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Preventing Tragedy Through Better Security Solutions


The tragic death of ten people at a Houston rap concert in November is a grim reminder to event promoters and venue managers everywhere for the need for crowd control and security at mega-events. Those who lost their lives in Houston ranged from just nine years old to 27 years old. The medical examiner ruled the cause of death compression asphyxia from being trampled during a crowd surge at the concert. 

Now, the rap artist Travis Scott and event organizers are at the center of a criminal investigation concerning liability. An operations plan for the festival detailed protocol for scenarios such as a shooter, bomb or terrorist threats, and severe weather, but not a crowd surge. 

Unfortunately, events like this are not unheard of. One of the most notable and earliest was in 1979 when eleven music fans died in a scramble to enter a Who concert in Cincinnati. Such events are a solemn reminder to the promoters and planners of such events and those working security at mega-events. “Safety has no profit,” said G. Keith Still, a crowd science expert at the U.K.’s University of Suffolk, “so it tends to be the last thing in the budget.” Still has conducted “research covering over 100 years of disasters, and invariably they all come down to very similar characteristics.”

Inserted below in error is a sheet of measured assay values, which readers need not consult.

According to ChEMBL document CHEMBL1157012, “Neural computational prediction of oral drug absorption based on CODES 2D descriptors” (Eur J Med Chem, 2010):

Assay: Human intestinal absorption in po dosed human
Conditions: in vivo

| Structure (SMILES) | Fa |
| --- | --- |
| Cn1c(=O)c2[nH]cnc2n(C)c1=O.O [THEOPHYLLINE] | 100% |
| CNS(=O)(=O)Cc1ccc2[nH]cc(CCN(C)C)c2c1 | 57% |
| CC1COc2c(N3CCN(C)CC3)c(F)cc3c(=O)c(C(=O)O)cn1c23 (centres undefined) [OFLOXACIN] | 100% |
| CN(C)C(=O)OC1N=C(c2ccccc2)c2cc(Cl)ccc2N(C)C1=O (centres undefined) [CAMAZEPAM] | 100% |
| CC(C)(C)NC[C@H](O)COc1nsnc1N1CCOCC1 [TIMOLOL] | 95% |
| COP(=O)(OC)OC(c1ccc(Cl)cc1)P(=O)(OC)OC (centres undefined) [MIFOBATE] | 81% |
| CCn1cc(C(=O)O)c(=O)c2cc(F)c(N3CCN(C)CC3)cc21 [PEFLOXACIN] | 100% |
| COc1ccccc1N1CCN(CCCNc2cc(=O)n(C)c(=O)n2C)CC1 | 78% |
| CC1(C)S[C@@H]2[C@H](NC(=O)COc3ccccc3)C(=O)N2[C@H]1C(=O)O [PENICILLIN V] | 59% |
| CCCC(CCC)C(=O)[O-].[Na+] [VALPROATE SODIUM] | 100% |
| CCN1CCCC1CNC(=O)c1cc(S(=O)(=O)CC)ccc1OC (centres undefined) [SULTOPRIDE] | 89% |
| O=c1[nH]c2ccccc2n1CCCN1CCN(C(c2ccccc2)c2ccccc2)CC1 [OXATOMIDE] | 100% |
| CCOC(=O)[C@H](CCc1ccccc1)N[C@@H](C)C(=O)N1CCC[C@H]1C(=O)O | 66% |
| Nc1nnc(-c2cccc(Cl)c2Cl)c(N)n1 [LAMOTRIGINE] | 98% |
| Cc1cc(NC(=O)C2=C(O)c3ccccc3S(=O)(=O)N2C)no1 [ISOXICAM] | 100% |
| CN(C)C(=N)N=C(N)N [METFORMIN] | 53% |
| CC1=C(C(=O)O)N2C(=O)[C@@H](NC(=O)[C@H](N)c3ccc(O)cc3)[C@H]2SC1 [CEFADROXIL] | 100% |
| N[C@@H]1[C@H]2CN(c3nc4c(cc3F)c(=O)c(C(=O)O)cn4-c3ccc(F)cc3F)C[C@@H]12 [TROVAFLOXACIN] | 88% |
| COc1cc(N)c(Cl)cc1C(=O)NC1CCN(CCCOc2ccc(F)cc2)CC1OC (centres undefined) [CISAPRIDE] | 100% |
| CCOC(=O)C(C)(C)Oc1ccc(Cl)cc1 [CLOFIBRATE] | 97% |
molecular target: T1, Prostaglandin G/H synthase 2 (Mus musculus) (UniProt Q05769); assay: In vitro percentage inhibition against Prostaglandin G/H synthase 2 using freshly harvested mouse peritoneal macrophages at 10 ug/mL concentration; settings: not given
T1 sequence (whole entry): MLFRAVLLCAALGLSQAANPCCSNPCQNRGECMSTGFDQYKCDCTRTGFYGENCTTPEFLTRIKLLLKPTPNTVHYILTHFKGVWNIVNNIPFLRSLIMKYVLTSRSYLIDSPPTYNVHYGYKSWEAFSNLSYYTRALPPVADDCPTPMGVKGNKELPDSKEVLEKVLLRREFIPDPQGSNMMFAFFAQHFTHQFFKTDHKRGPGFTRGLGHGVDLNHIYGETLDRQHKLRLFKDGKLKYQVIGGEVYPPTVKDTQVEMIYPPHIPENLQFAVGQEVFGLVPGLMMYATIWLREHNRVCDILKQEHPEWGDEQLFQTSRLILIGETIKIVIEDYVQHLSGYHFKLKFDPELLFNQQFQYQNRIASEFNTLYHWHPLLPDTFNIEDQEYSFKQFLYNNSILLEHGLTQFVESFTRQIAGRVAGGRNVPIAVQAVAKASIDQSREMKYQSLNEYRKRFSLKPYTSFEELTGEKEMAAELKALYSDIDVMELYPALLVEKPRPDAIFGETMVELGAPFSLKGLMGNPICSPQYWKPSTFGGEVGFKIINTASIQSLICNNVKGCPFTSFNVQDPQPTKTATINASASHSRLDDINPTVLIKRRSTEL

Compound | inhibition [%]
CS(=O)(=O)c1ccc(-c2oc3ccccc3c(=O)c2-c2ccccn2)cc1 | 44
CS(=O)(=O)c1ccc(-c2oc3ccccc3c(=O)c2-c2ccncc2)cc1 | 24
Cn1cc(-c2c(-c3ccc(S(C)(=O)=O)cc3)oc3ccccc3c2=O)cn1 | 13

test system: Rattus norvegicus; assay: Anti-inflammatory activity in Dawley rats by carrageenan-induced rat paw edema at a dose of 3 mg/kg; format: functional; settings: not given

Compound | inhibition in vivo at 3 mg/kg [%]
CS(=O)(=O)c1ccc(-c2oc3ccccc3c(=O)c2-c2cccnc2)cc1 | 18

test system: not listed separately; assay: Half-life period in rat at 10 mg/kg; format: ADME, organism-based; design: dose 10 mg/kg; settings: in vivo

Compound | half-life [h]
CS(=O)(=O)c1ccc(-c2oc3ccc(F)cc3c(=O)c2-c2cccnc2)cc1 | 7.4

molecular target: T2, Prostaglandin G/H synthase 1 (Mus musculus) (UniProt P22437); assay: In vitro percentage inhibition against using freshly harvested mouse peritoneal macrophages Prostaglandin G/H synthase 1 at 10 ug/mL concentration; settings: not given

So what are some of the best practices to implement when planning a large event?

  1. It’s essential for the venue/promoter to have a professional in “responsible charge” for the safety and security of the event. Promoters can hire a certified contractor if a permanent staff member is unavailable.  However, the quality of such contractors is of the utmost importance.  In many of the incidents with tragic outcomes, promoters hire the lowest-bidding security contractor, who in turn sends unprepared staff.
  2. Consider the guidelines set by the National Fire Protection Association (NFPA), local fire code, and staffing limits when planning the event to make sure that the crowd density doesn’t exceed the guidelines.  Be sure to account for the number of tickets sold, the event staffing to control them, exit availability, and avenues of egress for people to move within. 
  3. Prepare for events that could cause the crowds to rush in one area or direction. The catalyst may be something quite dramatic or as ordinary as inclement weather. Qualified security and safety personnel will know when, based on the energy of the crowds, to take precautions needed to break large crowds into smaller groups and divert them into different sections around the stage or field. This also allows pathways for event staff and emergency exits when needed. 

Event organizers must consider crowd management when planning the security of their events. With the proper procedures in place to report red flags and warnings, professional safety personnel can do much to reduce the liability of the venue/organizer and to avoid the deadly outcomes that go along with poor planning and security. It behooves promoters, venue managers, and sporting clubs to heed this horrible event and plan properly with trained security professionals. And, security teams must never forget that they carry with them a duty to protect and care for the safety of people at each event they work. 

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